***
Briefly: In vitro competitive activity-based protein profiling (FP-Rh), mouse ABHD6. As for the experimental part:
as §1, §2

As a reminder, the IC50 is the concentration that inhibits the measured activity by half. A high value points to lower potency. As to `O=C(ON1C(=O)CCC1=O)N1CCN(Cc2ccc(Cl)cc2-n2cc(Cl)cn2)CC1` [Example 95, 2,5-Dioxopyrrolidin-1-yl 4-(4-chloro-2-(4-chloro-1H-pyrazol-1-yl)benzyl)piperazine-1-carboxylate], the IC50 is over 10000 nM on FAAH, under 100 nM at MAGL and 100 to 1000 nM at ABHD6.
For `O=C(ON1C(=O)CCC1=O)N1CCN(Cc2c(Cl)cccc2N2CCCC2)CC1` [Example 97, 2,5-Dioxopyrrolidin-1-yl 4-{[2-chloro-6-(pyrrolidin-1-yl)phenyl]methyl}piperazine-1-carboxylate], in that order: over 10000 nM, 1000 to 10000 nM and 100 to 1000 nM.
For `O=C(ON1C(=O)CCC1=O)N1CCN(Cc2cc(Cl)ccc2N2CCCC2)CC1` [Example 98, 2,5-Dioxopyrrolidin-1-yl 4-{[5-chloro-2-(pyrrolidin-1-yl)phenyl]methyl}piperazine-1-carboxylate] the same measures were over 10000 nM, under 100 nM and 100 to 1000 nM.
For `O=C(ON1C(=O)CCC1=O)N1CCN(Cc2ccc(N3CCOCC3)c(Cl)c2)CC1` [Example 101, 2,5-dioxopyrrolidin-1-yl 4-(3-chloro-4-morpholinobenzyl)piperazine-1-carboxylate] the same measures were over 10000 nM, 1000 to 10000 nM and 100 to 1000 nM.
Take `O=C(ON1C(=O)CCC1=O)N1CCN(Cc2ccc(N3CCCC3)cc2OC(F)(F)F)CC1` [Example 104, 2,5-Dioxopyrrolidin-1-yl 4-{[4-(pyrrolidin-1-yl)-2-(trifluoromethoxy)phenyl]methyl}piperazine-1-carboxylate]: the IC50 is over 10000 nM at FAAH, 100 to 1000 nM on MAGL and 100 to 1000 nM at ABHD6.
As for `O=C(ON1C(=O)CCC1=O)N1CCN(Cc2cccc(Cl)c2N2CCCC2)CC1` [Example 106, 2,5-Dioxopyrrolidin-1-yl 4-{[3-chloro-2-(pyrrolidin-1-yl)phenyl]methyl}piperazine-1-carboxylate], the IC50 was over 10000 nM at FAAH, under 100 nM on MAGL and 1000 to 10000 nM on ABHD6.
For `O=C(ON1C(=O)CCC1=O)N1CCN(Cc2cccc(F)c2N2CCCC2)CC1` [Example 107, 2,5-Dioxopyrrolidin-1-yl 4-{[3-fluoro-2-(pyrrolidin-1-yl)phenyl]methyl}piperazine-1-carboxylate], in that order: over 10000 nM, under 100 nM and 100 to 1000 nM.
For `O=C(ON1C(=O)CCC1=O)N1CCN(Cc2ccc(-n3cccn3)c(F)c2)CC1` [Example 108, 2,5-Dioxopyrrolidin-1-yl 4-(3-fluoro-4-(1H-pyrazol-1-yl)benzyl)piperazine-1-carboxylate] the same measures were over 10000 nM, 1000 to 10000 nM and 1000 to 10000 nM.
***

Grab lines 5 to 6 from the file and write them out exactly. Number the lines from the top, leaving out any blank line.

For `O=C(ON1C(=O)CCC1=O)N1CCN(Cc2cc(Cl)ccc2N2CCCC2)CC1` [Example 98, 2,5-Dioxopyrrolidin-1-yl 4-{[5-chloro-2-(pyrrolidin-1-yl)phenyl]methyl}piperazine-1-carboxylate] the same measures were over 10000 nM, under 100 nM and 100 to 1000 nM.
For `O=C(ON1C(=O)CCC1=O)N1CCN(Cc2ccc(N3CCOCC3)c(Cl)c2)CC1` [Example 101, 2,5-dioxopyrrolidin-1-yl 4-(3-chloro-4-morpholinobenzyl)piperazine-1-carboxylate] the same measures were over 10000 nM, 1000 to 10000 nM and 100 to 1000 nM.